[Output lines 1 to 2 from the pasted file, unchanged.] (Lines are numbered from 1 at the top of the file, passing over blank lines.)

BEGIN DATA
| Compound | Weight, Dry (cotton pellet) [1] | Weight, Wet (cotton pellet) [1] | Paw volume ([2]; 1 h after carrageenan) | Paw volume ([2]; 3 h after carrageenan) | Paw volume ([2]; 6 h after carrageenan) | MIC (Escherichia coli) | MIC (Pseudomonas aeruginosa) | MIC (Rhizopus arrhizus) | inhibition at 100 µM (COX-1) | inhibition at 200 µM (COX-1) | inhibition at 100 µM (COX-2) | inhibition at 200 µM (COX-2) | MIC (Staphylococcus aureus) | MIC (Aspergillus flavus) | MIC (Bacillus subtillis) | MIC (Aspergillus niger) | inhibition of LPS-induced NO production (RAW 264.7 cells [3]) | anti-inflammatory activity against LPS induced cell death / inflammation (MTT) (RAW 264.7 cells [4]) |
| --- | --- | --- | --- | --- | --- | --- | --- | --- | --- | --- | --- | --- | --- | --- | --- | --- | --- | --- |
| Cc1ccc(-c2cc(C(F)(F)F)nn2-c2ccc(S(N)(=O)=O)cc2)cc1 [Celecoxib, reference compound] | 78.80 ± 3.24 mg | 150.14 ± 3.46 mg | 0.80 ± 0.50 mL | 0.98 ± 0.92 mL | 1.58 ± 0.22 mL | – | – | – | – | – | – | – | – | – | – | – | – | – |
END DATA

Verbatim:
| Compound | Weight, Dry (cotton pellet) [1] | Weight, Wet (cotton pellet) [1] | Paw volume ([2]; 1 h after carrageenan) | Paw volume ([2]; 3 h after carrageenan) | Paw volume ([2]; 6 h after carrageenan) | MIC (Escherichia coli) | MIC (Pseudomonas aeruginosa) | MIC (Rhizopus arrhizus) | inhibition at 100 µM (COX-1) | inhibition at 200 µM (COX-1) | inhibition at 100 µM (COX-2) | inhibition at 200 µM (COX-2) | MIC (Staphylococcus aureus) | MIC (Aspergillus flavus) | MIC (Bacillus subtillis) | MIC (Aspergillus niger) | inhibition of LPS-induced NO production (RAW 264.7 cells [3]) | anti-inflammatory activity against LPS induced cell death / inflammation (MTT) (RAW 264.7 cells [4]) |
| --- | --- | --- | --- | --- | --- | --- | --- | --- | --- | --- | --- | --- | --- | --- | --- | --- | --- | --- |